So we learned that there are some Bobolinks and Savannah Sparrows in all these fields (the other group managed to find one bird with a band) but it didn’t add much to the data. We did find one Bobolink nest. That was pretty cool. The eggs in it are not being incubated yet, as there were only two of them (they lay one egg per day for four to six days before settling in to get them to hatch); seeing that made the morning worth it. Plus, on the way to one field we all saw a Blue-Winged Warbler, an uncommon bird and one that I had never seen until last week. I even got a photo of that one. No Bobolink photos–I was too preoccupied with my binoculars–but I may get a chance to volunteer again when these folks come back to survey in June. I will try to remember to get photos of the actual birds then.

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Bobolink nest

Blue-Winged Warbler

Blue-Winged Warbler

 

Mowing and Meadowlarks

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This is the time of year when we get around to mowing our field. We have ten acres of meadow. When we moved here it had not been cut in several years and it was starting to get scrubby. Cattails grew in a wide swath. Ash trees were sprouting and willows were standing out among the grasses and wildflowers. Actually, the grasses were pretty limited. The field had long passed the point of being suitable for haying. We wanted to turn that around.

One reason we wanted to turn it around was Bobolinks. There were Bobolinks nearby, in adjacent fields and up the road, but none in our field. It was just too overgrown. They like to nest in grasslands and our meadow was quickly reverting to woodland. We borrowed a tractor with a brush hog and cut it, cattails and all. We did the same thing the next year. We were not, however, especially deliberate about it. We cut it when we had access to a tractor and it worked. Grasses started to grow and it looked good.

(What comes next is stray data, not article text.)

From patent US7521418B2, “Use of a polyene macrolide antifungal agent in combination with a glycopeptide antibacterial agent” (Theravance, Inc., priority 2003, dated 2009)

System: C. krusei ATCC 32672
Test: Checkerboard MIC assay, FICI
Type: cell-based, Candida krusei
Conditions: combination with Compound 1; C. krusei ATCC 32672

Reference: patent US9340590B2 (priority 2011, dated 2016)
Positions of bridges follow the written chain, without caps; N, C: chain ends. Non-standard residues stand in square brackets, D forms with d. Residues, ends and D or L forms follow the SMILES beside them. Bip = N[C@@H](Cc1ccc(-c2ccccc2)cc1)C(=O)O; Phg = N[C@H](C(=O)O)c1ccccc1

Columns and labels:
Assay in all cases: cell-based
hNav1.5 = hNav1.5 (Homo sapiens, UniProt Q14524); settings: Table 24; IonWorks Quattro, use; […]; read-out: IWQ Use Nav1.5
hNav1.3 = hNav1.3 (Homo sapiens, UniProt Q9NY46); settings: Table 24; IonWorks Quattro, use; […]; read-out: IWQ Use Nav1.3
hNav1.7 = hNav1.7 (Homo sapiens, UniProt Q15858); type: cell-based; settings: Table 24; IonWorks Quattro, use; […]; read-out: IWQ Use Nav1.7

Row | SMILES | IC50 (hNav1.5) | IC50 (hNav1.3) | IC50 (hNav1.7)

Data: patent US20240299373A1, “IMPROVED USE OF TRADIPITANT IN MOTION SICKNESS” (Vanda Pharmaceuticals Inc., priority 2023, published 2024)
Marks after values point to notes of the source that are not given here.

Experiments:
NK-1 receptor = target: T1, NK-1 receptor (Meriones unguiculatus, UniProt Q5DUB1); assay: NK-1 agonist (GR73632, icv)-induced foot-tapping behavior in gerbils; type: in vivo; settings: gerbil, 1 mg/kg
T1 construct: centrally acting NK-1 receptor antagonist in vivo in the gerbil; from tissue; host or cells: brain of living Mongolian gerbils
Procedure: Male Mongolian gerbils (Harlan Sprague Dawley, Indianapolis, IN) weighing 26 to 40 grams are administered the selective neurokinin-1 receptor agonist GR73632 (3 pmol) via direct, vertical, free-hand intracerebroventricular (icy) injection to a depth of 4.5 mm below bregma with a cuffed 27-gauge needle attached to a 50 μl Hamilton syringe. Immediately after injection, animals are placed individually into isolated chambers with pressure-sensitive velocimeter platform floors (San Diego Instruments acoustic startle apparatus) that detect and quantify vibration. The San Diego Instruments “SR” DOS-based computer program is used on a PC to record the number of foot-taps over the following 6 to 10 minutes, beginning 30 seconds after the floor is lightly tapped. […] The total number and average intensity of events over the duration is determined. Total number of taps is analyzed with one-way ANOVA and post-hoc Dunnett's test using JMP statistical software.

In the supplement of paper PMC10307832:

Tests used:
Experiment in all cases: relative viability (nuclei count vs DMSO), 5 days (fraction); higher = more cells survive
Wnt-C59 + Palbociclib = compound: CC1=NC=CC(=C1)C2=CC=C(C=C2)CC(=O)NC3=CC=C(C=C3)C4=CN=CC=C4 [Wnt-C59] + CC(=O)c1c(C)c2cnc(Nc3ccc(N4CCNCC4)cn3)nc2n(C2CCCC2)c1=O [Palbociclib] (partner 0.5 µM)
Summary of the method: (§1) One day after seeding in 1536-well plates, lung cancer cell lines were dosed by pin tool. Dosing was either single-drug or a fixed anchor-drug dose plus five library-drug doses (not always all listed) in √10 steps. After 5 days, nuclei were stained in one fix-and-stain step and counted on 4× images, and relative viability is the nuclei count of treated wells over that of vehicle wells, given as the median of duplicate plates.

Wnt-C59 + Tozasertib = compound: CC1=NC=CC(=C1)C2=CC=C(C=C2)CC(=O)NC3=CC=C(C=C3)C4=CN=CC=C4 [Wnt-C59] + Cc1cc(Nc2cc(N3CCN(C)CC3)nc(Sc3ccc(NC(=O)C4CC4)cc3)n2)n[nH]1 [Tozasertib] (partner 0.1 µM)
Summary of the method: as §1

I have learned a bit about this small habitat of ours since those early years. First, we have three invasive plants (more I am sure but three major ones): wild parsnip, purple loosestrife and reed canary grass. The purple loosestrife was the worst at first and those early cuttings really made a difference. We still have it but it hardly dominates like it did. It has beautiful flowers which get visited by butterflies and hummingbirds, so it is hard to hate it, but I would rather it did not take over.

The reed canary grass I started learning about recently, even though it was pointed out a few years ago. It, too, is a beautiful plant, which is why it and purple loosestrife are both used as ornamentals. It grows in thick mats and apparently can be hard to eradicate. This grass isn’t too bad yet–we have a few patches but it has not taken over.

The real villain is the wild parsnip. When we first encountered this plant we thought it might be wild dill. It is tall with yellow large-headed flowers. I looked it up and learned that the roots are edible, hence the name. It is, however, not a pleasant smelling herb or a ready food source. It is a menace.

There are fields where wild parsnip has simply taken over. The plants can get to be super tall–eight feet sometimes–and they will push out native plants. I have seen fields where it is the only plant visible. If those fields eventually grow up into woods the wild parsnip will disappear, but in sunny fields it is a bully. Moreover, the plant is toxic. The oil from the plant can rub off and, when exposed to sunlight, can cause chemical burns. Photoreactive is the word. In short, we wanted to make sure it does not live in our field.